Whether or not the Narendra Modi government manages to make India a $5 trillion economy is in the realm of future. But, it has certainly managed to make India a 5% GDP growth country, according to the figures for the first quarter of the current financial year.
This rate of growth too is a bit of statistical legerdemain. If the growth were to be calculated according to the formula applicable till the advent of the Modi government, the figure would have been less than 3% for the first quarter of the current financial year. The effective rate is much lower than the fabled “Hindu rate of growth” — a pejorative term for India’s 3.5-5% growth till the 90s.
The economy has been sliding for the past four quarters — sliding from the highs of 8.1% in the fourth quarter of 2017-18 to 5% now. The previous financial year had ended with the GDP growth at 6.8%. The growth rate for the fourth quarter of the previous year was 5.8%.
Any downturn that lasts for such a long time is bound to be because of inherent problems in the economy and is not cyclical. The data for this quarter shows the slowdown is not because of a supply-side problems but a result of the dip in private consumption — down to 3.1% from 7.1% in the previous quarter. So, it is obvious, there is a severe fall in demand for everything and people are just not buying anything.
Demand falls when people do not have money to spend, when their incomes have fallen and savings have disappeared. But, the government has still not woken up to the reality of the economy. So far, it has done nothing to boost consumption, either through tax exemptions or schemes aimed at reviving demand. Most of its recent steps have been aimed at easing liquidity and making loans more accessible, but in the absence of demand, not many entrepreneurs are willing to make fresh investments.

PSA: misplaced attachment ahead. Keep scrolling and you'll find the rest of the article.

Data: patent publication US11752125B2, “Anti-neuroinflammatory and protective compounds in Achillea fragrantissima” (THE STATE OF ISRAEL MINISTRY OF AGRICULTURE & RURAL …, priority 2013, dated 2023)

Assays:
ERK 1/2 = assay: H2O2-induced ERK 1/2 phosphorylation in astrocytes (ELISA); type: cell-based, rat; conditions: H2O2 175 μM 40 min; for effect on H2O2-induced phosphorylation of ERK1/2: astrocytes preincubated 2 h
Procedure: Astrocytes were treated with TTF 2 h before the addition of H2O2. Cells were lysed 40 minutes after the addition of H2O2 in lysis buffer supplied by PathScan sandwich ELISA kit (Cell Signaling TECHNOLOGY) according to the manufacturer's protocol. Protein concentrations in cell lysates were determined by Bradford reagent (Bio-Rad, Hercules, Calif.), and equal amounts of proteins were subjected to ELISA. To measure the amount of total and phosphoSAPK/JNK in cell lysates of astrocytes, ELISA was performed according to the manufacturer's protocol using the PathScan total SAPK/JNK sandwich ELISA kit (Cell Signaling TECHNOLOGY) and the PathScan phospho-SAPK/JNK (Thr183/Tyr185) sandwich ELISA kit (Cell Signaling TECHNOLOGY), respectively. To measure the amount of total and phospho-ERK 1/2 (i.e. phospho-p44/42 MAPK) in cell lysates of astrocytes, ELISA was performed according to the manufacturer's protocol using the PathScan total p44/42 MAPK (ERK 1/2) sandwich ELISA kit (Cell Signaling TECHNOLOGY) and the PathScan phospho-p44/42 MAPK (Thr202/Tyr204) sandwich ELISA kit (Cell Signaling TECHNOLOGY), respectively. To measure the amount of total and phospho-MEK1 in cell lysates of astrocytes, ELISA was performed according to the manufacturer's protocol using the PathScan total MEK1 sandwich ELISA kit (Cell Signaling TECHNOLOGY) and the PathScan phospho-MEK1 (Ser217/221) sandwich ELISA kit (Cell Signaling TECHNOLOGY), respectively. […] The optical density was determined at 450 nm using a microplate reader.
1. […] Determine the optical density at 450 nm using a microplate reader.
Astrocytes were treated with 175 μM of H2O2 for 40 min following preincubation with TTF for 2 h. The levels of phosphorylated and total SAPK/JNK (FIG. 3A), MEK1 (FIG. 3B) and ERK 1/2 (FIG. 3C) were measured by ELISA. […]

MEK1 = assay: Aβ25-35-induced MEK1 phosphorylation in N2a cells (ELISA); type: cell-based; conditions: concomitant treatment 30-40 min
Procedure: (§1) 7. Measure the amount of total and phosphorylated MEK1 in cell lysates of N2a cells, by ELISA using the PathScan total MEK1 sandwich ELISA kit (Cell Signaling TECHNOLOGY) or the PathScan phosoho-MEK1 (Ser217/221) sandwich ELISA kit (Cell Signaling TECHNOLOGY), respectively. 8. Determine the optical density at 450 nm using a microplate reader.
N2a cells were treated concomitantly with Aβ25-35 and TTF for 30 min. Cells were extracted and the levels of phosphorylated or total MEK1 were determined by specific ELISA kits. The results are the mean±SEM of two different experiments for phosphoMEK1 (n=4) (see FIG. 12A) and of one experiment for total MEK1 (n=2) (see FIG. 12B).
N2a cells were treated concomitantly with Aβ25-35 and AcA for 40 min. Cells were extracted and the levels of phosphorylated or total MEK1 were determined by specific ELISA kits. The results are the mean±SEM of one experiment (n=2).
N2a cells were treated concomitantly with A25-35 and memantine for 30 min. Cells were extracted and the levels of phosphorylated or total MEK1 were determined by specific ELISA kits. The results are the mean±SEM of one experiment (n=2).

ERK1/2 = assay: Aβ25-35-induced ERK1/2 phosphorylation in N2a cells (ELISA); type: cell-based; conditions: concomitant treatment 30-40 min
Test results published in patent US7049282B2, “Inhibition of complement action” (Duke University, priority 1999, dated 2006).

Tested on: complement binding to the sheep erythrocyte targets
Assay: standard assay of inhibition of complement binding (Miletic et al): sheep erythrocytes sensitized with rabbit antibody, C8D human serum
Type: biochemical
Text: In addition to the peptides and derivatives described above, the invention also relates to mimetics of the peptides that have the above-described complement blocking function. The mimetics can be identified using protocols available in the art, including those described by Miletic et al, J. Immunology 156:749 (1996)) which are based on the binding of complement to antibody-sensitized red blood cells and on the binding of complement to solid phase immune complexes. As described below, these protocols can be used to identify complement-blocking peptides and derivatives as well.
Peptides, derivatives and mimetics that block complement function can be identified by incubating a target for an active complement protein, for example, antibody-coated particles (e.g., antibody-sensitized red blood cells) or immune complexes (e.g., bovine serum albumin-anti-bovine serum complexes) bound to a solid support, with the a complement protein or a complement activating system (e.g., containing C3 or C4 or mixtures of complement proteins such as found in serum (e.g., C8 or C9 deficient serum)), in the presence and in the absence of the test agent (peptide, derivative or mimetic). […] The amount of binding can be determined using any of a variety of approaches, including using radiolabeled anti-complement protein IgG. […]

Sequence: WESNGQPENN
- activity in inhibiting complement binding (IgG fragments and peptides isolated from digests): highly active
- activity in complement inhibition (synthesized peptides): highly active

The reasons behind the falling demand are easy to understand. Some industry experts argue that the ongoing trade war between China and the US has hit businesses. But, many Southeast Asian countries have actually benefitted from this standoff by bringing down production costs and increasing the supply. India’s slowdown seems to be an accumulated result of two of Modi’s biggest initiatives over the past few years — demonetisation and implementation of Goods and Services Tax.
The decision to ban ₹500 and ₹1000 currency notes has destroyed several small and medium entrepreneurs who relied more on cash transactions. According to industry estimates, the parallel economy has shrunk by 25-30% since demonetisation. As a result, people have lost jobs, savings and sources of income. Simultaneously, the GST has made many products expensive and thus out of the reach of consumers. All this has combined to destroy demand.
Fall in growth of the manufacturing sector — 0.6% from more than 12.1% in the previous quarter — is another indication of the subdued demand. Since many industries are burdened with huge inventories, they have scaled down production.
A decline in agriculture growth — 2% from 5.1% — is consistent with reports of a struggling rural economy. The decrease in consumption of FMCG goods, tractors and two-wheelers shows purchasing capacity has declined even in India’s hinterland.
Construction — an industry that is supported by more than 250 businesses — has fallen by a whopping 4%. This industry is among India’s biggest employers. The fall in its growth must have hit thousands of vendors, suppliers and workers in the industry.
The government has its task cut out. It will have to take rapid measures to put more money in the pockets of consumers, slash tax rates to make products cheaper and spend a humongous amount on infrastructure projects to revive India’s struggling economy. Whether or not the Narendra Modi government manages to make India a $5 trillion economy is in the realm of future. But, it has certainly managed to make India a 5% GDP growth country, according to the figures for the first quarter of the current financial year.